In the weeks after the fall of Baghdad, Iraqi looters loaded powerful explosives into pickup trucks and drove the material away from the Al Qaqaa ammunition site, according to a group of U.S. Army reservists and National Guardsmen who said they witnessed the looting.
The soldiers said about a dozen U.S. troops guarding the sprawling facility could not prevent the theft because they were outnumbered by looters. Soldiers with one unit — the 317th Support Center based in Wiesbaden, Germany — said they sent a message to commanders in Baghdad requesting help to secure the site but received no reply.
The witnesses' accounts of the looting, the first provided by U.S. soldiers, support claims that the American military failed to safeguard the munitions. Last month, the International Atomic Energy Agency — the U.N. nuclear watchdog — and the interim Iraqi government reported that about 380 tons of high-grade explosives had been taken from the Al Qaqaa facility after the fall of Baghdad on April 9, 2003. The explosives are powerful enough to detonate a nuclear weapon.
During the last week, when revelations of the missing explosives became an issue in the presidential campaign, the Bush administration suggested that the munitions could have been carted off by Saddam Hussein's forces before the war began. Pentagon officials later said that U.S. troops systematically destroyed hundreds of tons of explosives at Al Qaqaa after Baghdad fell...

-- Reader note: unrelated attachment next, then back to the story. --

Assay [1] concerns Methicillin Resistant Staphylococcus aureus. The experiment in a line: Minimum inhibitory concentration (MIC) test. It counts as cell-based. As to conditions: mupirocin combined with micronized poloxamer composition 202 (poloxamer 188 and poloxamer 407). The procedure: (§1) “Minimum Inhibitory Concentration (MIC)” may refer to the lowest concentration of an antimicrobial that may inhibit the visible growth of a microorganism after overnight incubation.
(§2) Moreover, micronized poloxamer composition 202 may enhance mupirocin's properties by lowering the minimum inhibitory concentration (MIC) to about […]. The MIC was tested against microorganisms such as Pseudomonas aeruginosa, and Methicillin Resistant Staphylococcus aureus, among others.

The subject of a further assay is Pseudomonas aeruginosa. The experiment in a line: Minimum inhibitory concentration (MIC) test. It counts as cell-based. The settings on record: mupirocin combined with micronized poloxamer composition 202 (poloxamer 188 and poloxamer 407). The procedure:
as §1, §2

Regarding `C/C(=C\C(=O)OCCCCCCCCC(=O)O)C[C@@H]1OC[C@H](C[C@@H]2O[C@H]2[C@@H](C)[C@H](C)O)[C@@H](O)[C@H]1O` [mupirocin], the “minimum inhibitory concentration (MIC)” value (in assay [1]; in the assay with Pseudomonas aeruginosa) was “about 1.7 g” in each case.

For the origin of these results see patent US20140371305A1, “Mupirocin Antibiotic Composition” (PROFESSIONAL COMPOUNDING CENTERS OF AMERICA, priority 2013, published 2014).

The soldiers, who belong to two different units, described how Iraqis plundered explosives from unsecured bunkers before driving off in Toyota trucks.
The U.S. troops said there was little they could do to prevent looting of the ammunition site, 30 miles south of Baghdad.
"We were running from one side of the compound to the other side, trying to kick people out," said one senior noncommissioned officer who was at the site in late April 2003.
"On our last day there, there were at least 100 vehicles waiting at the site for us to leave" so looters could come in and take munitions.
"It was complete chaos. It was looting like L.A. during the Rodney King riots," another officer said...
The soldiers interviewed by The Times could not confirm that powerful explosives known as HMX and RDX were among the munitions looted.
One soldier said U.S. forces watched the looters' trucks loaded with bags marked "hexamine" — a key ingredient for HMX — being driven away from the facility. Unsure what hexamine was, the troops later did an Internet search and learned of its explosive power.
"We found out this was stuff you don't smoke around," the soldier said.
Let me be the first to request George W. Bush, Dick Cheney, and Donald Rumsfeld to resign. And, yeah, let De Lay take Bush's place- he'll only get impeached.